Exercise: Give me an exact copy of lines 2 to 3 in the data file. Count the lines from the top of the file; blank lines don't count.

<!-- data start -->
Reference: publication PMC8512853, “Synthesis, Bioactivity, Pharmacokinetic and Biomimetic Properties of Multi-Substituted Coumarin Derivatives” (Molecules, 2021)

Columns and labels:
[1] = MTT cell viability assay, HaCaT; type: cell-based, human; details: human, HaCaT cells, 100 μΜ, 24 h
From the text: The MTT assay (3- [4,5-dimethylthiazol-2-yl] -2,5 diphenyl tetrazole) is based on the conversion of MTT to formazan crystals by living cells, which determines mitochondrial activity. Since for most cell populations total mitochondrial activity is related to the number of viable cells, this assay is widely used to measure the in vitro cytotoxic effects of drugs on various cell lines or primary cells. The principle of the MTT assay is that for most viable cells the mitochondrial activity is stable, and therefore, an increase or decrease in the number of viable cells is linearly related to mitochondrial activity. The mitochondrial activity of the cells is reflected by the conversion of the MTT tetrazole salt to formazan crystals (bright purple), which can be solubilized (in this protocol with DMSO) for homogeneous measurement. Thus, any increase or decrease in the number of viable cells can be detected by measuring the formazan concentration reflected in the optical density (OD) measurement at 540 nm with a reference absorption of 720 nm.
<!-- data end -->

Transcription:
Columns and labels:
[1] = MTT cell viability assay, HaCaT; type: cell-based, human; details: human, HaCaT cells, 100 μΜ, 24 h